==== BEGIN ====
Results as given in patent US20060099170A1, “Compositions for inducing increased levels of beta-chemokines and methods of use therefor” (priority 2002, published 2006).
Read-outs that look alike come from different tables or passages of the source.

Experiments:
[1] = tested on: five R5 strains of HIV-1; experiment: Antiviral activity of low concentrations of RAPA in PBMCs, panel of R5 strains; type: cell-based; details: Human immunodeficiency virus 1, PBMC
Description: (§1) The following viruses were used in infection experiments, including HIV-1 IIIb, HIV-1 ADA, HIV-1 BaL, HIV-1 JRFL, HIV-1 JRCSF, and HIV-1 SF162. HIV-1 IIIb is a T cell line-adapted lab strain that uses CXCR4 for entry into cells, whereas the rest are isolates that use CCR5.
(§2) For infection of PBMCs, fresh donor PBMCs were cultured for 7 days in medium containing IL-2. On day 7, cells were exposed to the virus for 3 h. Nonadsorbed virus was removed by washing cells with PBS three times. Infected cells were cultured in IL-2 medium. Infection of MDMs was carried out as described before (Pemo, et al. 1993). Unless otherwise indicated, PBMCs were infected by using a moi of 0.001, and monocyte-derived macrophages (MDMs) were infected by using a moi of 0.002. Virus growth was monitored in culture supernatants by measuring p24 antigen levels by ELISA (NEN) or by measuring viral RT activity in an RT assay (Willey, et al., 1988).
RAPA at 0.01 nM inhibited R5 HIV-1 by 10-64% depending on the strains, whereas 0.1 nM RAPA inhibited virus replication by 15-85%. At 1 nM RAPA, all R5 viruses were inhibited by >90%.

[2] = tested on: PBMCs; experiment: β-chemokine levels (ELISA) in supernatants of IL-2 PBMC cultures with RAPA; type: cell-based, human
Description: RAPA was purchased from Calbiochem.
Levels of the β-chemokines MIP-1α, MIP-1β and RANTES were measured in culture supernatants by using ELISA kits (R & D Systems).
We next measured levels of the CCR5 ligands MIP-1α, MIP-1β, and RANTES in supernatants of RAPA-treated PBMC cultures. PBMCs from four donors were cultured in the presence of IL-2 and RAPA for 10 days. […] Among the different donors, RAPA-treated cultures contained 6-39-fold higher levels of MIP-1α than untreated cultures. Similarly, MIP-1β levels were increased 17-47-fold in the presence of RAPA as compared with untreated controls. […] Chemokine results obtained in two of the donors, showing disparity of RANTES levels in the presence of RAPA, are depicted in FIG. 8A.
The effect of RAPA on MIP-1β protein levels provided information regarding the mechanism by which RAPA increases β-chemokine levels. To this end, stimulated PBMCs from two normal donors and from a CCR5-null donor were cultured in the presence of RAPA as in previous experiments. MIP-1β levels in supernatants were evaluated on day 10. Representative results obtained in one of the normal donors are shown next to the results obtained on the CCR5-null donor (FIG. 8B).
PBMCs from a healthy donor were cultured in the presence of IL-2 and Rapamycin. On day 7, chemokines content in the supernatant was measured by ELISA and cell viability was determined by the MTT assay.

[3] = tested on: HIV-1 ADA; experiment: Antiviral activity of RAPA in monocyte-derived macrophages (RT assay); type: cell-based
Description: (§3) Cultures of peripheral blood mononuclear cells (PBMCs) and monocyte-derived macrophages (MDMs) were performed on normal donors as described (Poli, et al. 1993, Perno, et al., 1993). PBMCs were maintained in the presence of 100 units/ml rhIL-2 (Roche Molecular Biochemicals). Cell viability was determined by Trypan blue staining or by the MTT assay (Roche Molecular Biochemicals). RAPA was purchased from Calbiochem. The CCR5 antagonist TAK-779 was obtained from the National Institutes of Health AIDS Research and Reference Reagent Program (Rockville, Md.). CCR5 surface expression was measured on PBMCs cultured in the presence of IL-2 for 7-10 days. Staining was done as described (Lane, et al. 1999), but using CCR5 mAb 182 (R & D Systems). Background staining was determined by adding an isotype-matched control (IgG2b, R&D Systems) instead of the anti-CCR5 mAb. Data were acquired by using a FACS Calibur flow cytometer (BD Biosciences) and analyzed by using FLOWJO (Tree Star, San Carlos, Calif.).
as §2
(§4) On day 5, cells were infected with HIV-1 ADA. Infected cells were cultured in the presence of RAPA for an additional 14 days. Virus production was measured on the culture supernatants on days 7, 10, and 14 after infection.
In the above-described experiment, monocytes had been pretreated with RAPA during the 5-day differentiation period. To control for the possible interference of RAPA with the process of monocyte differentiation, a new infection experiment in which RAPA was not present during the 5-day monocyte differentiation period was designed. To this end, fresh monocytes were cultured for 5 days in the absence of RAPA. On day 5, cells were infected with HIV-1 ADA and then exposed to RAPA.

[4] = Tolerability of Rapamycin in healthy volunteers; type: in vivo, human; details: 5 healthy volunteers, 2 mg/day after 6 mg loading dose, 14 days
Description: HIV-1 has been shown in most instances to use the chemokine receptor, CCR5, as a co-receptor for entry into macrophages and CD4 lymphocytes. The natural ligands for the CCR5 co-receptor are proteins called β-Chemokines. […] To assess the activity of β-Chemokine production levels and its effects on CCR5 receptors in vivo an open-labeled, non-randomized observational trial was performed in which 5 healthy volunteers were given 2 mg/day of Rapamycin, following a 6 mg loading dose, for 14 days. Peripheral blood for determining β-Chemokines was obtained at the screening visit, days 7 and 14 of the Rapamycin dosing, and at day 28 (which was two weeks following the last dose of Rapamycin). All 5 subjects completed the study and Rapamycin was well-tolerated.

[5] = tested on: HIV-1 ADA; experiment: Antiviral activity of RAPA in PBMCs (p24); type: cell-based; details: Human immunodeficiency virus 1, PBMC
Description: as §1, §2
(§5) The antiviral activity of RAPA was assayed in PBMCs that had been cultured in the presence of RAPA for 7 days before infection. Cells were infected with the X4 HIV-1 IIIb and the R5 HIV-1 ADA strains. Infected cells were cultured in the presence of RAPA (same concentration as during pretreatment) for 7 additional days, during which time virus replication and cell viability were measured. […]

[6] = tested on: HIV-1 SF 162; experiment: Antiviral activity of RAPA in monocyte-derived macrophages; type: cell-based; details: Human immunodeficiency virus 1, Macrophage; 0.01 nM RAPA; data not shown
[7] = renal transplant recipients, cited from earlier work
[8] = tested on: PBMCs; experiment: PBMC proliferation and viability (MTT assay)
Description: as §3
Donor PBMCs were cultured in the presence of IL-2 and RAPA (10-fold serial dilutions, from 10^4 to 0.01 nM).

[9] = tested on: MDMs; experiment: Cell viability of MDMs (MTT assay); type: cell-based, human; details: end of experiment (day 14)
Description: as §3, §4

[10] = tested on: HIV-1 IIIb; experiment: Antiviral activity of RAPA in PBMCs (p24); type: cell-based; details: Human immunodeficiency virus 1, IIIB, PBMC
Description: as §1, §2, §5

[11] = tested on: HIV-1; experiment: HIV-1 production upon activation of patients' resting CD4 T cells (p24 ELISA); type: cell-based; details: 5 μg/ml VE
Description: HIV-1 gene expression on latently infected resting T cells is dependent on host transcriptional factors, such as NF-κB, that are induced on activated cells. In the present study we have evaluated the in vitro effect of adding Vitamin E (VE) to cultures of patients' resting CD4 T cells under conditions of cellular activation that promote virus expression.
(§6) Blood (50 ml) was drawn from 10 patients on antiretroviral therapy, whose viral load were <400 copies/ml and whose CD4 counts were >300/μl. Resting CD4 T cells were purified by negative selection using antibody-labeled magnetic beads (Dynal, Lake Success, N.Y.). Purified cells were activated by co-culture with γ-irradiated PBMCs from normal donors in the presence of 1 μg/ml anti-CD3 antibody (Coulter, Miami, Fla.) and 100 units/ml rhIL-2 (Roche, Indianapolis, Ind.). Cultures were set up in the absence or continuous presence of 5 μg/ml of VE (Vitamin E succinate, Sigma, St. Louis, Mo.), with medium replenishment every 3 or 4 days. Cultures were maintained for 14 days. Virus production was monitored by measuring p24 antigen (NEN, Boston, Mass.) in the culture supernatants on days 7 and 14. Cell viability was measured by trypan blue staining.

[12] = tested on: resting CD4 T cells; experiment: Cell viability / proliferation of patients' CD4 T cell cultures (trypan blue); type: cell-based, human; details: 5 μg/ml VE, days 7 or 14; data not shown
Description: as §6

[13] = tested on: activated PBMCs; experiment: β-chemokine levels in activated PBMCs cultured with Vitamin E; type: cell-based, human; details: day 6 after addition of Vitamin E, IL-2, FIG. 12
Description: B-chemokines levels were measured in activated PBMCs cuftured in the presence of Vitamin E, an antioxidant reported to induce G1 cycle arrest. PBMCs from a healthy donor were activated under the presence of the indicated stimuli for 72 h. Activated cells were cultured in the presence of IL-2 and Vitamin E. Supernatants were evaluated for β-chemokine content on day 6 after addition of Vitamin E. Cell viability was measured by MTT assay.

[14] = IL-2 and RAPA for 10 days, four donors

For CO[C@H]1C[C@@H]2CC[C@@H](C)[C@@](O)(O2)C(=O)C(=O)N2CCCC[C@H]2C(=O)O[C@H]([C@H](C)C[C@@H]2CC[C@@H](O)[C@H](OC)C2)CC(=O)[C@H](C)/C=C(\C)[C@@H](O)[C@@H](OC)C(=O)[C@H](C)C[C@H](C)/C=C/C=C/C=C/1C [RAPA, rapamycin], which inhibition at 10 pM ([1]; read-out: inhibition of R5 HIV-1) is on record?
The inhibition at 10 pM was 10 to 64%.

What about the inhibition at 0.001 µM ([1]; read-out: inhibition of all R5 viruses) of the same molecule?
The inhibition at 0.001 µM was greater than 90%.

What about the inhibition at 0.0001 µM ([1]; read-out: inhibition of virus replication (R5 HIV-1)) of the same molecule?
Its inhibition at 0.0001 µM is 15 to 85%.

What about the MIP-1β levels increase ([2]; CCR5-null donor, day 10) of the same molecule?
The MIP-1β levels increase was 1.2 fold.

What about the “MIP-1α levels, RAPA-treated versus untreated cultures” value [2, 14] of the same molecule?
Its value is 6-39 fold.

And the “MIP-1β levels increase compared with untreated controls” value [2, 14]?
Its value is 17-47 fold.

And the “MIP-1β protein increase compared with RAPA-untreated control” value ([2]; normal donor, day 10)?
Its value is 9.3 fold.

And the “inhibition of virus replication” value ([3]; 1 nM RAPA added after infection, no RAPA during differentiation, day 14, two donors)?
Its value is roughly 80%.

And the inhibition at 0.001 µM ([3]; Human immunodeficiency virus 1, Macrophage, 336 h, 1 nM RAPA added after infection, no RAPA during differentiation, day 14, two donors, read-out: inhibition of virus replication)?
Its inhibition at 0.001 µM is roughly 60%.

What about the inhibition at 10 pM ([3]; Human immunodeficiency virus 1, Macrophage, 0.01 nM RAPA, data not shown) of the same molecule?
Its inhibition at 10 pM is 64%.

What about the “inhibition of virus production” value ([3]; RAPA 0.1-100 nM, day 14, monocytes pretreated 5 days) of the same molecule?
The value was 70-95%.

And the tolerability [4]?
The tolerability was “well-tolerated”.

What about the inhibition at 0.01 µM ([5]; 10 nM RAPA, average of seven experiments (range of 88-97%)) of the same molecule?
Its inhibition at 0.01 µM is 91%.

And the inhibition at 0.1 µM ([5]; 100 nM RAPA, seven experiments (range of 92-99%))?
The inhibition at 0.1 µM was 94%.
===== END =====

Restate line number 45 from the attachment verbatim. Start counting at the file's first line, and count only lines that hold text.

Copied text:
What about the inhibition at 0.0001 µM ([1]; read-out: inhibition of virus replication (R5 HIV-1)) of the same molecule?